There was no good reason why those other projects were ever tied up with West’s soccer fields in the first place. The idea for locating a soccer complex under the highway first emerged last year when West, who has no previous development experience and is the son of State Senator Royce West, emerged with a deal already in hand. The Texas Department of Transportation would let West’s private company build fields on its land, but first the city would have to amend its Multiple Use Agreement with TxDOT to allow the state to lease the land to the state senator’s son. Dallas city staff supported the deal. The city council and Deep Ellum stakeholders, however, had some questions.

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Arts & Entertainment

Former President George W. Bush To Release Art Book of Immigrant Portraits

| 1 month ago

Preston Hollow resident George W. Bush has been spending much of his retirement, like Winston Churchill, engrossed in the finer art of painting. And while he’s no Bob Ross, Bush has honed a talent for portraiture, though 43’s choice of subject matter often raises more eyebrows than his chiaroscuro. Case in point: his latest batch of paintings engage with the very pressing and politically charged subject of immigration.

Bush is set to release a book of portraits of immigrants (43 of them, of course), and the subject matter is already creating some controversy. Critics point out that the former president is responsible for creating US Immigration and Customs Enforcement, or ICE, the agency that has implemented the current administration’s immigration policy, which led to families and children being detained and separated, often in squalid, inhumane conditions. The authority given to ICE by the Bush administration has allowed the U.S. government to commit some of the most abominable human rights abuses in this nation’s history.

Bush acknowledges that the subject is controversial in an introduction to the new book:

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Local Government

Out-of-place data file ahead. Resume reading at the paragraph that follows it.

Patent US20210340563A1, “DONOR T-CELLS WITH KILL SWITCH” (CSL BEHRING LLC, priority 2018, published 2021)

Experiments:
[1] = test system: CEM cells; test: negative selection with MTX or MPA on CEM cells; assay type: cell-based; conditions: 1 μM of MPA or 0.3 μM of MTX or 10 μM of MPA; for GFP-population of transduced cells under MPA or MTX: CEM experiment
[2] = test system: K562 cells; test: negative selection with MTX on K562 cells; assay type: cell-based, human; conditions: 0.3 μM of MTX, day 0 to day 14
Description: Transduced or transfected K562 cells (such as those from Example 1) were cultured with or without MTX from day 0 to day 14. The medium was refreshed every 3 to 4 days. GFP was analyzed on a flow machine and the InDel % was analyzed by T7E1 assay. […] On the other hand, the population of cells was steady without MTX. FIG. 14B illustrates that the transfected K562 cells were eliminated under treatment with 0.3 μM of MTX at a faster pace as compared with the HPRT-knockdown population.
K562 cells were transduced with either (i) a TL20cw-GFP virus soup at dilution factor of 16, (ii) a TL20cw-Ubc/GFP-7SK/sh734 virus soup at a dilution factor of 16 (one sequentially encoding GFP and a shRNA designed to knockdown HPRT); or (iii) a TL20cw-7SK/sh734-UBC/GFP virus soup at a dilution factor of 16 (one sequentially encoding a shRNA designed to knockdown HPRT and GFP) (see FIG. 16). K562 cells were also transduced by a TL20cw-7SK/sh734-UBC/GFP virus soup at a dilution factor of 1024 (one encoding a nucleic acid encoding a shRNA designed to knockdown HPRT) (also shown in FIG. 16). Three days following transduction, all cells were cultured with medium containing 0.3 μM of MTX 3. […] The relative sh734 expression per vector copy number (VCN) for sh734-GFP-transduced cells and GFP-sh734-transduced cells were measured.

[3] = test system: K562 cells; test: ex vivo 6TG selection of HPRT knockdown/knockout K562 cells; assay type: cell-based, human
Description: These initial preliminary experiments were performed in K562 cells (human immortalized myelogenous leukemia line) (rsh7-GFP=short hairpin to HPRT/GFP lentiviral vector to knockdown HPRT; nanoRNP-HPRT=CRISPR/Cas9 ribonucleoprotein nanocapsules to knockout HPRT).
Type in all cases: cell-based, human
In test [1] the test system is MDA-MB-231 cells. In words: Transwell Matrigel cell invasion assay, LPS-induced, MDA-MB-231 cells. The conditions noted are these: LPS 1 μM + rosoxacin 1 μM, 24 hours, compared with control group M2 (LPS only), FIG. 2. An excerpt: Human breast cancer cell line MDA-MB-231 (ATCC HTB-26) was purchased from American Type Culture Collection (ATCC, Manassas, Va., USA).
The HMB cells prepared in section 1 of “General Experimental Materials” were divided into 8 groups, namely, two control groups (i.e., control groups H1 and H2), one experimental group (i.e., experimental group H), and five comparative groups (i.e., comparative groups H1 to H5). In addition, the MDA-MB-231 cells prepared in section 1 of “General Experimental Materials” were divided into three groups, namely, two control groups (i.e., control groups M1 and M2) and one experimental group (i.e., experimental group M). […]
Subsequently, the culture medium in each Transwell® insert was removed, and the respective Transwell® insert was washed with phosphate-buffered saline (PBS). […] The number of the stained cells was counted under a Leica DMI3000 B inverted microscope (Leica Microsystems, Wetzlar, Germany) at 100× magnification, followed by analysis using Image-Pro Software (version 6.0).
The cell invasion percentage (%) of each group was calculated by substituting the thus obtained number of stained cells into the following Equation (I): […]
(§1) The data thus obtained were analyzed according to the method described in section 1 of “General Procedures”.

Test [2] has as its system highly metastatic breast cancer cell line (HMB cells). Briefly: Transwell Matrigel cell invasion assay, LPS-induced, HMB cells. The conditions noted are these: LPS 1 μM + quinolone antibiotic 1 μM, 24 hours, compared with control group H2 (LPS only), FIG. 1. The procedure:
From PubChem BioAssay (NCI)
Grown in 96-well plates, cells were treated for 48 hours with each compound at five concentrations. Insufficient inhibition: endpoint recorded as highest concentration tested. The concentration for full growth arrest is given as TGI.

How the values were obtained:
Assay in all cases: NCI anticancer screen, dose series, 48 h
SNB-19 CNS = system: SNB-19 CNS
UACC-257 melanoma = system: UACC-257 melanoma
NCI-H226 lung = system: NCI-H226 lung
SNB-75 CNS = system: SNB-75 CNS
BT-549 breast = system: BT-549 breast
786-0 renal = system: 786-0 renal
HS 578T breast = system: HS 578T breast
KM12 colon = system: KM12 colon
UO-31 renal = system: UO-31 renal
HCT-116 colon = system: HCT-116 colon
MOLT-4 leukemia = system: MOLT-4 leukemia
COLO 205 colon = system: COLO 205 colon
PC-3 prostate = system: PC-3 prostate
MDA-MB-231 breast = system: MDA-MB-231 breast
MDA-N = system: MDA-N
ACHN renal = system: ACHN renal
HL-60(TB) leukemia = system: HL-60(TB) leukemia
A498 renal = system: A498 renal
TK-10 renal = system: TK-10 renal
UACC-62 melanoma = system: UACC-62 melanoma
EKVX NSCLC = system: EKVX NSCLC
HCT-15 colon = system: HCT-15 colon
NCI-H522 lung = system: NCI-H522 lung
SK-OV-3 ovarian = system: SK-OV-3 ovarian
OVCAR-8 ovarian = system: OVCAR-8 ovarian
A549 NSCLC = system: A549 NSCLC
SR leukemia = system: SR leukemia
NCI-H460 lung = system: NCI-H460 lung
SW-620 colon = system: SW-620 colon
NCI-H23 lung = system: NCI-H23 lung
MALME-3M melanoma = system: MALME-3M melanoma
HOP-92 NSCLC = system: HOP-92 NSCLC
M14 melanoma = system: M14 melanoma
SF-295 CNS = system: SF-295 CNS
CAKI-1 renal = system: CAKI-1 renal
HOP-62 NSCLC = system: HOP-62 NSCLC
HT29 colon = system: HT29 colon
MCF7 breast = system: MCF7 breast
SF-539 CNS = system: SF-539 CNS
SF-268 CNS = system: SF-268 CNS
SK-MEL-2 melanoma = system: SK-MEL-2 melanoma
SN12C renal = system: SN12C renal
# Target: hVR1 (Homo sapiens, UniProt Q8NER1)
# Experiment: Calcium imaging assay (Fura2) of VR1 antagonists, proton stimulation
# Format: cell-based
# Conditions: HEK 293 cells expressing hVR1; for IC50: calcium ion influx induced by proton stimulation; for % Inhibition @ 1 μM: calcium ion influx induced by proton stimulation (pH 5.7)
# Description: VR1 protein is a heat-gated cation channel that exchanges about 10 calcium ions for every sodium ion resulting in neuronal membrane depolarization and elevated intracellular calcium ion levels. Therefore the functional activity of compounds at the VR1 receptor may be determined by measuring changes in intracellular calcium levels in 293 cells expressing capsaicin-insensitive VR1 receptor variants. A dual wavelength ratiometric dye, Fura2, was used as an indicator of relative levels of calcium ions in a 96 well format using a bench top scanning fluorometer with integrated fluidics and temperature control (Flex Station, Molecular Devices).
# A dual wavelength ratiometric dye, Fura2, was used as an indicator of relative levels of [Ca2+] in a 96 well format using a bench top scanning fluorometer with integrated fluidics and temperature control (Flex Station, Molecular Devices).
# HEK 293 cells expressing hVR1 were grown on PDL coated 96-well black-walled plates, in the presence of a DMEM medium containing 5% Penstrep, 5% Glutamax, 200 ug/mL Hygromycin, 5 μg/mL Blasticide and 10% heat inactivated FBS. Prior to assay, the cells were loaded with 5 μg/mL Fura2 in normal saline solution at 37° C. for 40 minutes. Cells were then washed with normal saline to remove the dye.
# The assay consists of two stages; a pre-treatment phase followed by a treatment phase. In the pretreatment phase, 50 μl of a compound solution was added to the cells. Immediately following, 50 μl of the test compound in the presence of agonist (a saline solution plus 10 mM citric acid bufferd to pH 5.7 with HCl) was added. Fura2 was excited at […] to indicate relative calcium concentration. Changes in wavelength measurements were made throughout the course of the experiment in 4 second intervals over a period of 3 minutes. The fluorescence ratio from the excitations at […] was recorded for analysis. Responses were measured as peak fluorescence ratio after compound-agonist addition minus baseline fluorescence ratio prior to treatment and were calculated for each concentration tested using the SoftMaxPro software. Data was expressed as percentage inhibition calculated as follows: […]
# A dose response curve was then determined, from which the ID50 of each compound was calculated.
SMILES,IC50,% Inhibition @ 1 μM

Will the City Manager’s Budget Reflect the Mayor’s Priorities? We Find Out Today.

| 2 months ago

If you have been following City Hall over the past few months, you’ll know that the stress of the pandemic and the ongoing protests against police violence have created some friction between Dallas’ two top officials: Mayor Eric Johnson and City Manager T.C. Broadnax. You can catch up on the passive aggressive war of dueling memos here. Today we will see how that pivotal working relationship may play out over an all-important budgeting season. At a 3 p.m. press conference, the city manager will unveil his 2020-2021 city of Dallas budget.

By way of background, because Dallas has a council-manager form of government (it is the third largest city in the country that hasn’t switched to a so-called strong mayor, or council-mayor, form of government) the city manager is tasked with drawing up the annual budget. The mayor and City Council offered some initial input. Over the coming month, a series of town halls (virtual this year, of course) will be held before a series of council workshops and hearings, and the Council will finally approve the budget on September 23.

This system places a lot of power in the hands of the manager and city staff. After the budget is rolled out, it is difficult to make sweeping changes to it. Council members jostle to get their pet projects into the budget, perhaps with some feedback from the community, but much of budget season can feel more like performance than process. The key is getting your projects into the budget before the manager’s draft.

Last week, the mayor issued a memo laying out what he would like to see in this year’s budget.

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What the Census Deadline Change Could Mean for Dallas

| 2 months ago

As I mentioned yesterday in Leading Off, the Trump administration decided to end the 2020 United States census four weeks sooner than expected, leaving only six weeks to get the Constitutionally mandated, once-a-decade headcount right. Moving up the deadline, however, basically ensures that the Census Bureau won’t get the count right, and Dallas may stand to be disproportionately affected by the move.

For one, the region is home to the fourth largest population of undocumented immigrants in the nation, and the deadline change will only make it more difficult to track down a population already fearful of being noticed. Secondly, communities of color tend to be undercounted during censuses, and Dallas is a minority-majority city. A severe under count could affect Dallas in many ways. Here’s one: according to a report in the Dallas Observer, a mere 1 percent undercount could cause Dallas County to lose around $40 million a year in funding.

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Witch Joins Fight to Banish UNT Young Conservatives of Texas from Campus

| 2 months ago

An effort to ban a conservative group from the University of North Texas has reached for the heavy artillery: magic.

According to social media posts picked up by the Washington Free Beacon, a conservative online news outlet, witches have joined the fight to push-out UNT’s chapter of the Young Conservatives of Texas by casting spells intended to inflict misfortune (if not physical harm) on the leader of a group of what they call “Hex racists.”

Follow that? Me neither. Here’s a quick breakdown of this perfectly 2020 controversy: